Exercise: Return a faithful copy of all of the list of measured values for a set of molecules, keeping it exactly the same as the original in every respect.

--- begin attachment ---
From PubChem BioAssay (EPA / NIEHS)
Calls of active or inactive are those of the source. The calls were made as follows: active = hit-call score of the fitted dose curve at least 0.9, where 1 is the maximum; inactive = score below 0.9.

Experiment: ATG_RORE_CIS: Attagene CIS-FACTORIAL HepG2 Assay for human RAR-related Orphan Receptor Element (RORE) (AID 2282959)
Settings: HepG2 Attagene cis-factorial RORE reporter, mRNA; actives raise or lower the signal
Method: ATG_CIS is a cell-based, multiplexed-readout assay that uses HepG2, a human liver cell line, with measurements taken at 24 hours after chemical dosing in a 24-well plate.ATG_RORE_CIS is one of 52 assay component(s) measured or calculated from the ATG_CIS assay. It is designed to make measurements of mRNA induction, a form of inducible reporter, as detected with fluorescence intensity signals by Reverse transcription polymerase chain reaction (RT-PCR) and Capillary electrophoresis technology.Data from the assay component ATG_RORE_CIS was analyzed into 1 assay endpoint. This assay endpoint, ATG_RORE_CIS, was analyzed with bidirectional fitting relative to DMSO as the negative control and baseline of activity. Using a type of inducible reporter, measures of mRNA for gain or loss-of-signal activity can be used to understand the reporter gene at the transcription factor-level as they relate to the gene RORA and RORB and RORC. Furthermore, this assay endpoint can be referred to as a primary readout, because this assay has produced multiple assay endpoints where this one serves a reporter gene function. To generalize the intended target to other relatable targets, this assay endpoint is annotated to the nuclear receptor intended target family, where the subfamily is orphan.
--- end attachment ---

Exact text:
From PubChem BioAssay (EPA / NIEHS)
Calls of active or inactive are those of the source. The calls were made as follows: active = hit-call score of the fitted dose curve at least 0.9, where 1 is the maximum; inactive = score below 0.9.

Experiment: ATG_RORE_CIS: Attagene CIS-FACTORIAL HepG2 Assay for human RAR-related Orphan Receptor Element (RORE) (AID 2282959)
Settings: HepG2 Attagene cis-factorial RORE reporter, mRNA; actives raise or lower the signal
Method: ATG_CIS is a cell-based, multiplexed-readout assay that uses HepG2, a human liver cell line, with measurements taken at 24 hours after chemical dosing in a 24-well plate.ATG_RORE_CIS is one of 52 assay component(s) measured or calculated from the ATG_CIS assay. It is designed to make measurements of mRNA induction, a form of inducible reporter, as detected with fluorescence intensity signals by Reverse transcription polymerase chain reaction (RT-PCR) and Capillary electrophoresis technology.Data from the assay component ATG_RORE_CIS was analyzed into 1 assay endpoint. This assay endpoint, ATG_RORE_CIS, was analyzed with bidirectional fitting relative to DMSO as the negative control and baseline of activity. Using a type of inducible reporter, measures of mRNA for gain or loss-of-signal activity can be used to understand the reporter gene at the transcription factor-level as they relate to the gene RORA and RORB and RORC. Furthermore, this assay endpoint can be referred to as a primary readout, because this assay has produced multiple assay endpoints where this one serves a reporter gene function. To generalize the intended target to other relatable targets, this assay endpoint is annotated to the nuclear receptor intended target family, where the subfamily is orphan.